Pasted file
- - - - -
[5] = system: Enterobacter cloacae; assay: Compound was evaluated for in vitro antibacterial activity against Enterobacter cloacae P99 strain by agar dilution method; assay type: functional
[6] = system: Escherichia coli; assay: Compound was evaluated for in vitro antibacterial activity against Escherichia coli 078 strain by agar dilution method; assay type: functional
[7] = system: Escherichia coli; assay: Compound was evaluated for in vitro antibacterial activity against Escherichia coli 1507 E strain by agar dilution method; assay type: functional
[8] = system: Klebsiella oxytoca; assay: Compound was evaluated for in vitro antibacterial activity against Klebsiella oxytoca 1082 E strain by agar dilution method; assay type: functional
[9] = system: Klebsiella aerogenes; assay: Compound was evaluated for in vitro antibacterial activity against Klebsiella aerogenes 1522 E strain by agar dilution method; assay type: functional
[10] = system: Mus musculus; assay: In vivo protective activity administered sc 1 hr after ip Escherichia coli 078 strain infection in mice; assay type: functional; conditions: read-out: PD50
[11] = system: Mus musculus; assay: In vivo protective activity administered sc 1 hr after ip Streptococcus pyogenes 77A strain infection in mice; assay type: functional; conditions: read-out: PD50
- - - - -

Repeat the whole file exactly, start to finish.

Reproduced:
[5] = system: Enterobacter cloacae; assay: Compound was evaluated for in vitro antibacterial activity against Enterobacter cloacae P99 strain by agar dilution method; assay type: functional
[6] = system: Escherichia coli; assay: Compound was evaluated for in vitro antibacterial activity against Escherichia coli 078 strain by agar dilution method; assay type: functional
[7] = system: Escherichia coli; assay: Compound was evaluated for in vitro antibacterial activity against Escherichia coli 1507 E strain by agar dilution method; assay type: functional
[8] = system: Klebsiella oxytoca; assay: Compound was evaluated for in vitro antibacterial activity against Klebsiella oxytoca 1082 E strain by agar dilution method; assay type: functional
[9] = system: Klebsiella aerogenes; assay: Compound was evaluated for in vitro antibacterial activity against Klebsiella aerogenes 1522 E strain by agar dilution method; assay type: functional
[10] = system: Mus musculus; assay: In vivo protective activity administered sc 1 hr after ip Escherichia coli 078 strain infection in mice; assay type: functional; conditions: read-out: PD50
[11] = system: Mus musculus; assay: In vivo protective activity administered sc 1 hr after ip Streptococcus pyogenes 77A strain infection in mice; assay type: functional; conditions: read-out: PD50